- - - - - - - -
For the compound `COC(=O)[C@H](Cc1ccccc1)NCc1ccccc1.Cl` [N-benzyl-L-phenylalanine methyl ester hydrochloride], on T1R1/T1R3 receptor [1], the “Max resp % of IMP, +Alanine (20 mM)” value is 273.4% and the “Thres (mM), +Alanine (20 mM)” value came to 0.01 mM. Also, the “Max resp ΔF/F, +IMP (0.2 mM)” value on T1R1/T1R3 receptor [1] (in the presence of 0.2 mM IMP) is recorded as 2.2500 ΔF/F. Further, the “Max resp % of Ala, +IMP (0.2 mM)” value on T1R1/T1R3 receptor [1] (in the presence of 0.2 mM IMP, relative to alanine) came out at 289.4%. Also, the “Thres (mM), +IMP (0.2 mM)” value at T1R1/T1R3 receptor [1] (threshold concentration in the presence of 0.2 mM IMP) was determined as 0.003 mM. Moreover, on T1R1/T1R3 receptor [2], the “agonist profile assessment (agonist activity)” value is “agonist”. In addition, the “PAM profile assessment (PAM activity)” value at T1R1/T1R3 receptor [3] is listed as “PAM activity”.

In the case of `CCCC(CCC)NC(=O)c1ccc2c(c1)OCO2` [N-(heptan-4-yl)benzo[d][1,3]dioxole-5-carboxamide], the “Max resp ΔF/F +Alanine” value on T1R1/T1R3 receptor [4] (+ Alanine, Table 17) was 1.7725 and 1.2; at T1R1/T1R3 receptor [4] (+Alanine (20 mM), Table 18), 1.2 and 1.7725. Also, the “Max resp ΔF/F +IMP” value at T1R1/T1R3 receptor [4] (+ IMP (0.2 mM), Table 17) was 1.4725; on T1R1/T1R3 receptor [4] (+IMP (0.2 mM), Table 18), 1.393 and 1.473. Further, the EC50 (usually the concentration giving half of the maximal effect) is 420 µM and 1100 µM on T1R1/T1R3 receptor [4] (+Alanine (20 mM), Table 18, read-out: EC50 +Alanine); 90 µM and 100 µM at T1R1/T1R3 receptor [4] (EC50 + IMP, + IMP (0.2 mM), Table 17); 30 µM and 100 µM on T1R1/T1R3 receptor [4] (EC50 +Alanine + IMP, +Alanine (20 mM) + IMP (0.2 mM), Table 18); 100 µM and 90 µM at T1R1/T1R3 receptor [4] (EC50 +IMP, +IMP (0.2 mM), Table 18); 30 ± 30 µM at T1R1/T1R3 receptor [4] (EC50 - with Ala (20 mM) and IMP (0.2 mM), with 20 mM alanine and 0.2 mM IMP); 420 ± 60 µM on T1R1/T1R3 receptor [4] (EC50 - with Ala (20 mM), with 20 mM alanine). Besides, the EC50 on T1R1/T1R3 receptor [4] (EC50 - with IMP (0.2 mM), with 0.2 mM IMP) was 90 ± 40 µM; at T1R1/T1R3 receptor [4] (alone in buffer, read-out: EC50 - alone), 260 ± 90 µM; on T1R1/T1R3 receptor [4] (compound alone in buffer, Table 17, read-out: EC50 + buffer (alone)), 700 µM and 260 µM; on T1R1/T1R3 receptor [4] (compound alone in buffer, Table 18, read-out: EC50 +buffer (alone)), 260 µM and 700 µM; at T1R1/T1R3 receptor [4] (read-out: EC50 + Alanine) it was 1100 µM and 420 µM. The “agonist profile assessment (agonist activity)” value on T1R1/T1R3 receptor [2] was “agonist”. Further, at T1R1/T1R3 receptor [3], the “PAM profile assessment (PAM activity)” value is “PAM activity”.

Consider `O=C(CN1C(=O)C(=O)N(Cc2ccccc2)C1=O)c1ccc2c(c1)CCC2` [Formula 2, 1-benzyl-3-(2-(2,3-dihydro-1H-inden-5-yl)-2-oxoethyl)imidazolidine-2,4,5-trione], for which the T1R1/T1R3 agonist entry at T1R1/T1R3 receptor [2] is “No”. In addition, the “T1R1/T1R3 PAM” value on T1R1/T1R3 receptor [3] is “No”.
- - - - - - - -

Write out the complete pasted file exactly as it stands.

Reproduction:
For the compound `COC(=O)[C@H](Cc1ccccc1)NCc1ccccc1.Cl` [N-benzyl-L-phenylalanine methyl ester hydrochloride], on T1R1/T1R3 receptor [1], the “Max resp % of IMP, +Alanine (20 mM)” value is 273.4% and the “Thres (mM), +Alanine (20 mM)” value came to 0.01 mM. Also, the “Max resp ΔF/F, +IMP (0.2 mM)” value on T1R1/T1R3 receptor [1] (in the presence of 0.2 mM IMP) is recorded as 2.2500 ΔF/F. Further, the “Max resp % of Ala, +IMP (0.2 mM)” value on T1R1/T1R3 receptor [1] (in the presence of 0.2 mM IMP, relative to alanine) came out at 289.4%. Also, the “Thres (mM), +IMP (0.2 mM)” value at T1R1/T1R3 receptor [1] (threshold concentration in the presence of 0.2 mM IMP) was determined as 0.003 mM. Moreover, on T1R1/T1R3 receptor [2], the “agonist profile assessment (agonist activity)” value is “agonist”. In addition, the “PAM profile assessment (PAM activity)” value at T1R1/T1R3 receptor [3] is listed as “PAM activity”.

In the case of `CCCC(CCC)NC(=O)c1ccc2c(c1)OCO2` [N-(heptan-4-yl)benzo[d][1,3]dioxole-5-carboxamide], the “Max resp ΔF/F +Alanine” value on T1R1/T1R3 receptor [4] (+ Alanine, Table 17) was 1.7725 and 1.2; at T1R1/T1R3 receptor [4] (+Alanine (20 mM), Table 18), 1.2 and 1.7725. Also, the “Max resp ΔF/F +IMP” value at T1R1/T1R3 receptor [4] (+ IMP (0.2 mM), Table 17) was 1.4725; on T1R1/T1R3 receptor [4] (+IMP (0.2 mM), Table 18), 1.393 and 1.473. Further, the EC50 (usually the concentration giving half of the maximal effect) is 420 µM and 1100 µM on T1R1/T1R3 receptor [4] (+Alanine (20 mM), Table 18, read-out: EC50 +Alanine); 90 µM and 100 µM at T1R1/T1R3 receptor [4] (EC50 + IMP, + IMP (0.2 mM), Table 17); 30 µM and 100 µM on T1R1/T1R3 receptor [4] (EC50 +Alanine + IMP, +Alanine (20 mM) + IMP (0.2 mM), Table 18); 100 µM and 90 µM at T1R1/T1R3 receptor [4] (EC50 +IMP, +IMP (0.2 mM), Table 18); 30 ± 30 µM at T1R1/T1R3 receptor [4] (EC50 - with Ala (20 mM) and IMP (0.2 mM), with 20 mM alanine and 0.2 mM IMP); 420 ± 60 µM on T1R1/T1R3 receptor [4] (EC50 - with Ala (20 mM), with 20 mM alanine). Besides, the EC50 on T1R1/T1R3 receptor [4] (EC50 - with IMP (0.2 mM), with 0.2 mM IMP) was 90 ± 40 µM; at T1R1/T1R3 receptor [4] (alone in buffer, read-out: EC50 - alone), 260 ± 90 µM; on T1R1/T1R3 receptor [4] (compound alone in buffer, Table 17, read-out: EC50 + buffer (alone)), 700 µM and 260 µM; on T1R1/T1R3 receptor [4] (compound alone in buffer, Table 18, read-out: EC50 +buffer (alone)), 260 µM and 700 µM; at T1R1/T1R3 receptor [4] (read-out: EC50 + Alanine) it was 1100 µM and 420 µM. The “agonist profile assessment (agonist activity)” value on T1R1/T1R3 receptor [2] was “agonist”. Further, at T1R1/T1R3 receptor [3], the “PAM profile assessment (PAM activity)” value is “PAM activity”.

Consider `O=C(CN1C(=O)C(=O)N(Cc2ccccc2)C1=O)c1ccc2c(c1)CCC2` [Formula 2, 1-benzyl-3-(2-(2,3-dihydro-1H-inden-5-yl)-2-oxoethyl)imidazolidine-2,4,5-trione], for which the T1R1/T1R3 agonist entry at T1R1/T1R3 receptor [2] is “No”. In addition, the “T1R1/T1R3 PAM” value on T1R1/T1R3 receptor [3] is “No”.